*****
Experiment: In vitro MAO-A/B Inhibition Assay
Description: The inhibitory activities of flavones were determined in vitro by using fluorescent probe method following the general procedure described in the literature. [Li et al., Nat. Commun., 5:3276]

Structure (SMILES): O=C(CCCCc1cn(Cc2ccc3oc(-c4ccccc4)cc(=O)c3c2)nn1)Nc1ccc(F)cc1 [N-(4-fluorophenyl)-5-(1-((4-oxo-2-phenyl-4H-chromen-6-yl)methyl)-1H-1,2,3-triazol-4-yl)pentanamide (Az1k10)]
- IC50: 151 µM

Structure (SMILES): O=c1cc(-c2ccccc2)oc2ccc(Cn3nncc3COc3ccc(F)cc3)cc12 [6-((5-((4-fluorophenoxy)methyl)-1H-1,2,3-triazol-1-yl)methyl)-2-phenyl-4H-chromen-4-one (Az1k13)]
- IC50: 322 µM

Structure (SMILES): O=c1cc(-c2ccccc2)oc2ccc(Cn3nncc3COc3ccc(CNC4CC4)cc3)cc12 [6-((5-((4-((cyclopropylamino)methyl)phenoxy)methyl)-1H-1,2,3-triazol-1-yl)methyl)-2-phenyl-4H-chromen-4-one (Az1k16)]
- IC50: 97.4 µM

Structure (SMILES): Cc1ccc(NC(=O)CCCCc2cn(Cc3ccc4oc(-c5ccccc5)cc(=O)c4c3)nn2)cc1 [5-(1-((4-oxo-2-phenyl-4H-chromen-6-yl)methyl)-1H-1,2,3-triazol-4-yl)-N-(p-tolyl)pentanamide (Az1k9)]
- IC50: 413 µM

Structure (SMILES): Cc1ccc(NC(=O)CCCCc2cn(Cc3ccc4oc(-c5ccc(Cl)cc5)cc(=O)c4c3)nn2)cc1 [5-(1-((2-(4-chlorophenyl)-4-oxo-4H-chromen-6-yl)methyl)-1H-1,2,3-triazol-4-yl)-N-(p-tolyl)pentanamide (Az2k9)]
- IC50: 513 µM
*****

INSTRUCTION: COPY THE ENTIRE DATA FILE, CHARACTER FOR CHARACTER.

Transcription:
Experiment: In vitro MAO-A/B Inhibition Assay
Description: The inhibitory activities of flavones were determined in vitro by using fluorescent probe method following the general procedure described in the literature. [Li et al., Nat. Commun., 5:3276]

Structure (SMILES): O=C(CCCCc1cn(Cc2ccc3oc(-c4ccccc4)cc(=O)c3c2)nn1)Nc1ccc(F)cc1 [N-(4-fluorophenyl)-5-(1-((4-oxo-2-phenyl-4H-chromen-6-yl)methyl)-1H-1,2,3-triazol-4-yl)pentanamide (Az1k10)]
- IC50: 151 µM

Structure (SMILES): O=c1cc(-c2ccccc2)oc2ccc(Cn3nncc3COc3ccc(F)cc3)cc12 [6-((5-((4-fluorophenoxy)methyl)-1H-1,2,3-triazol-1-yl)methyl)-2-phenyl-4H-chromen-4-one (Az1k13)]
- IC50: 322 µM

Structure (SMILES): O=c1cc(-c2ccccc2)oc2ccc(Cn3nncc3COc3ccc(CNC4CC4)cc3)cc12 [6-((5-((4-((cyclopropylamino)methyl)phenoxy)methyl)-1H-1,2,3-triazol-1-yl)methyl)-2-phenyl-4H-chromen-4-one (Az1k16)]
- IC50: 97.4 µM

Structure (SMILES): Cc1ccc(NC(=O)CCCCc2cn(Cc3ccc4oc(-c5ccccc5)cc(=O)c4c3)nn2)cc1 [5-(1-((4-oxo-2-phenyl-4H-chromen-6-yl)methyl)-1H-1,2,3-triazol-4-yl)-N-(p-tolyl)pentanamide (Az1k9)]
- IC50: 413 µM

Structure (SMILES): Cc1ccc(NC(=O)CCCCc2cn(Cc3ccc4oc(-c5ccc(Cl)cc5)cc(=O)c4c3)nn2)cc1 [5-(1-((2-(4-chlorophenyl)-4-oxo-4H-chromen-6-yl)methyl)-1H-1,2,3-triazol-4-yl)-N-(p-tolyl)pentanamide (Az2k9)]
- IC50: 513 µM